And there’s another player to whom Harper often has been compared, one who has in many ways is having a more impressive rookie season than Harper: Mike Trout, the 20-year old speedy center fielder and dynamic leadoff hitter for the Los Angeles Angels of Anaheim, the second-youngest player in the majors.
Trout’s career so far has often developed in the shadow of Harper, 14 months his junior. He wasn’t depicted on magazine covers at 16 years old as “baseball’s chosen one,” nor has he been the subject of breathless debates over his kiss-blowing brash attitude.
Trout is a buzz-cut, all-smiles player who blossomed from an exceptional prospect to an elite one at Millville High in South New Jersey school. The 25th overall pick of the 2009 draft, he was named Baseball America’s 2011 Minor League Player of the Year over players such as Harper. The two played together in last year’s Arizona Fall League and became friends, two of baseball’s brightest future stars.
Trout, like Harper, doesn’t yet qualify for among league-wide leaders based on plate appearances. If he did entering Friday’s games, however, he would rank sixth in the majors in batting average (.341), eighth in on-base percentage (.401) and 13th in on-base plus slugging percentage (.942). He leads the majors in stolen bases (16) and has hit six home runs and driven in 26 runs in 192 plate appearances.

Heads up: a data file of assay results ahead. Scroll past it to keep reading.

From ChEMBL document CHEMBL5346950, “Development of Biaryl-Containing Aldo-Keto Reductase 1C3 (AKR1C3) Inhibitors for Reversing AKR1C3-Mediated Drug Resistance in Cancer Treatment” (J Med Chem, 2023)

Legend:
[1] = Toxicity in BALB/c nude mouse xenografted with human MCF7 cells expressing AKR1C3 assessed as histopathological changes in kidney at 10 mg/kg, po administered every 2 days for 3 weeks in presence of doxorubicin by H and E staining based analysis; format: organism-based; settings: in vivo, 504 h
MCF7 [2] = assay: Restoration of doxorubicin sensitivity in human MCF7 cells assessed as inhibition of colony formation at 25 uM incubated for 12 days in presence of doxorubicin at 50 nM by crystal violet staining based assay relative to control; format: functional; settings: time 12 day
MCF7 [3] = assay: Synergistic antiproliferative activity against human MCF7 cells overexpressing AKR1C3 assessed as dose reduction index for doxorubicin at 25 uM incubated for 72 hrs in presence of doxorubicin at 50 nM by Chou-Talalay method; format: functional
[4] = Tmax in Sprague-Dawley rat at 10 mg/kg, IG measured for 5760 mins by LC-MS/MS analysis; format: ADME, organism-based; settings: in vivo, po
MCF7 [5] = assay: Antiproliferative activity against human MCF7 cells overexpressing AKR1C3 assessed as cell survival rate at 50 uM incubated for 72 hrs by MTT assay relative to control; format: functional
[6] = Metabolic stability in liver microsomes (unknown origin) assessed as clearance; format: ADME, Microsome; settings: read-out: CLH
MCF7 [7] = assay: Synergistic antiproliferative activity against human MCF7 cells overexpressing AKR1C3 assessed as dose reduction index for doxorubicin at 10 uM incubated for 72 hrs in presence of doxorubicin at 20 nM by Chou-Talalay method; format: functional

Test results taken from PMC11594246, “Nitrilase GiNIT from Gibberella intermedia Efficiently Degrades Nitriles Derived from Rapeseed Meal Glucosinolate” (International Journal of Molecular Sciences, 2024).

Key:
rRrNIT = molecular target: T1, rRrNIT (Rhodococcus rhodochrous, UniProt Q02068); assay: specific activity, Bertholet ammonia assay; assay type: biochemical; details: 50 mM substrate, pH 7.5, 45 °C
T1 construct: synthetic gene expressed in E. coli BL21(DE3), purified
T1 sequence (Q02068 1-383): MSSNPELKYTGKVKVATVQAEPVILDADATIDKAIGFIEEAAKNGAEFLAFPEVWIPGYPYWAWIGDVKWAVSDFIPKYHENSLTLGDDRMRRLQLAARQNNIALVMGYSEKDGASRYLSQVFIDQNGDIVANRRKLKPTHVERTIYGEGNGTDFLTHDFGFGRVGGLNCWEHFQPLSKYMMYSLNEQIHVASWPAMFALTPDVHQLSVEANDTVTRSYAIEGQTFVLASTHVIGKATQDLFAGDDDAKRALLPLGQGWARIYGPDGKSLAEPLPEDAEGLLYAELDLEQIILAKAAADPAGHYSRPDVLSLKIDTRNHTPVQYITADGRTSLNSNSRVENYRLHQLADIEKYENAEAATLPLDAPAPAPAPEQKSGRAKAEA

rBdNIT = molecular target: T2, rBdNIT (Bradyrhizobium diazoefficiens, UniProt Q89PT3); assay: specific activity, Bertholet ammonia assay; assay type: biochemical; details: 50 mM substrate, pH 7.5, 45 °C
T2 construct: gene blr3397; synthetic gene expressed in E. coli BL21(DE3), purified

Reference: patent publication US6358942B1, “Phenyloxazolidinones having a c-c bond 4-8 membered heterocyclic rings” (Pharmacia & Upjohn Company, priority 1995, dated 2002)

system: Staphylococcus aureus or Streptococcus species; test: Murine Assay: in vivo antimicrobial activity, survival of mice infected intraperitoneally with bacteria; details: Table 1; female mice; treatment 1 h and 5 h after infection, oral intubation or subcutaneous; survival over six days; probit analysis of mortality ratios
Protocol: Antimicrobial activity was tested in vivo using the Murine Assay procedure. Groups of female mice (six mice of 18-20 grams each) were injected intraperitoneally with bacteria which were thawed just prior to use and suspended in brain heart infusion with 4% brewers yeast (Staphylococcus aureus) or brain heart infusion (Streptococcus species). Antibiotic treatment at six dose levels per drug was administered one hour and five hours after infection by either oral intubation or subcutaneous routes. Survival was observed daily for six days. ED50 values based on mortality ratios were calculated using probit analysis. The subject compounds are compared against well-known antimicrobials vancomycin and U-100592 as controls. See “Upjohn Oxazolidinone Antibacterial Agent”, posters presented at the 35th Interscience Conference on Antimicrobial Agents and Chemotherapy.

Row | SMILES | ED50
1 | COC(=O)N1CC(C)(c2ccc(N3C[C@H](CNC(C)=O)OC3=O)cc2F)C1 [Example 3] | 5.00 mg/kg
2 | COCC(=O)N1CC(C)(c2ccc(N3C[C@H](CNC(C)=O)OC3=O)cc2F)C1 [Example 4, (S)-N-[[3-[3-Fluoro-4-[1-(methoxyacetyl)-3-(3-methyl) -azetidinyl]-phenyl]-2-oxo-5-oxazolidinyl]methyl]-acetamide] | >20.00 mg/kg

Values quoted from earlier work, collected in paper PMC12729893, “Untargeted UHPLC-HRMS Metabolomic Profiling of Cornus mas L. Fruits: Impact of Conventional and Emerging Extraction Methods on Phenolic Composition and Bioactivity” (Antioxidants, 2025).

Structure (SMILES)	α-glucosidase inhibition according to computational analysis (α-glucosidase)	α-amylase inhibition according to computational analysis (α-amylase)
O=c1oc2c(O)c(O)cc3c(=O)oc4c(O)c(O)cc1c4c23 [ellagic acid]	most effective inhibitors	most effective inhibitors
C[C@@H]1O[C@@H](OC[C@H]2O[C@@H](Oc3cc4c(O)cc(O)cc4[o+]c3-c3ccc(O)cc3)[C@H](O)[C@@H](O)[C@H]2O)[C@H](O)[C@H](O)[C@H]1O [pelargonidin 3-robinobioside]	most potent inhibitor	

And much like Harper, Trout has provided a lift at the plate and in the field for a team that needed it. Since his 2012 debut on April 28, coincidentally the same day as Harper’s debut, the Angels are 28-16, after opening the season 6-14.
Trout can just as easily hit the ball for power with his 6-foot-1, 210-pound frame as he can lay down a bunt for a hit with his speed. Eddie Bane, the former Angels’ scouting director when they selected Trout as the 25th overall pick of the 2009 draft, said his scouts clocked Trout at 3.89 seconds from home to first base; excellent speed is around 4.0 seconds.
When the Nationals called up Harper earlier than originally planned because of injuries to some of the Nationals’ top hitters, General Manager Mike Rizzo said he would look to Trout as a possible template on how to handle Harper. If Harper struggled, as Trout did last season in his brief stint with the team, the Nats would send him back to Class AAA Syracuse.
The Angels also promoted Trout out of need last season, but he hit .220/.281/.390 in 40 games and 123 plate appearances and blossomed into one of the best minor leaguers in the sport after returning to Class AAA. Now, like Harper, he’s a potential all-star.
“I’m not doing what Trout’s doing,” Harper said. “… He’s blowing my numbers away.”